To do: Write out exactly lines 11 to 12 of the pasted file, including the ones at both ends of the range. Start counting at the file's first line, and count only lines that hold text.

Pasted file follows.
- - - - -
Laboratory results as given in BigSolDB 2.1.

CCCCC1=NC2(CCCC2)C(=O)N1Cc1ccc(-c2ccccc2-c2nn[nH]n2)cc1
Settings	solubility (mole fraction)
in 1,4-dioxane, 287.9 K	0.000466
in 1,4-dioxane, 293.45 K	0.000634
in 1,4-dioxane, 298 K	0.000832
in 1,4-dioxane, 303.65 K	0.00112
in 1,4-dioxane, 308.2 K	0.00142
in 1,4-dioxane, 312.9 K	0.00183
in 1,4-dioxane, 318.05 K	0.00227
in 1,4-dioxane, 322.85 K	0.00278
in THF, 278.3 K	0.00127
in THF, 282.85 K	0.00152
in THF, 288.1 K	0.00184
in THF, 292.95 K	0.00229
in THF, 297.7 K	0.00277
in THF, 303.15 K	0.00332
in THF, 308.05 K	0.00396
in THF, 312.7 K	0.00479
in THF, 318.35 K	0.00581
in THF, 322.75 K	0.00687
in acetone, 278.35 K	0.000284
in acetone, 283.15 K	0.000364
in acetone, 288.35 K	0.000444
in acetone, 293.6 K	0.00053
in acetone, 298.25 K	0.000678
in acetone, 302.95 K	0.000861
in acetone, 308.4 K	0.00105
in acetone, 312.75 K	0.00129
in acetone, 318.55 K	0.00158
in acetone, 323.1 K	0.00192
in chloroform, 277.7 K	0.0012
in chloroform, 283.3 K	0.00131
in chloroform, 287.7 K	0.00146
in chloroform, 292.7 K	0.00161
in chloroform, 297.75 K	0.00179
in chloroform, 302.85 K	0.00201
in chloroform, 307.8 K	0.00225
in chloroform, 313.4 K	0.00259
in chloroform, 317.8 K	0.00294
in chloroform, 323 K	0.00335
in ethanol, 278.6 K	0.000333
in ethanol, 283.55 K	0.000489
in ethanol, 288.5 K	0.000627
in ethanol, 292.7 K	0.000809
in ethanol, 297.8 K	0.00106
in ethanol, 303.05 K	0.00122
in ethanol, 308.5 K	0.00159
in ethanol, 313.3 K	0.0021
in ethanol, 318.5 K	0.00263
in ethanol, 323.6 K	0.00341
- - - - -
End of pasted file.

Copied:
in 1,4-dioxane, 322.85 K	0.00278
in THF, 278.3 K	0.00127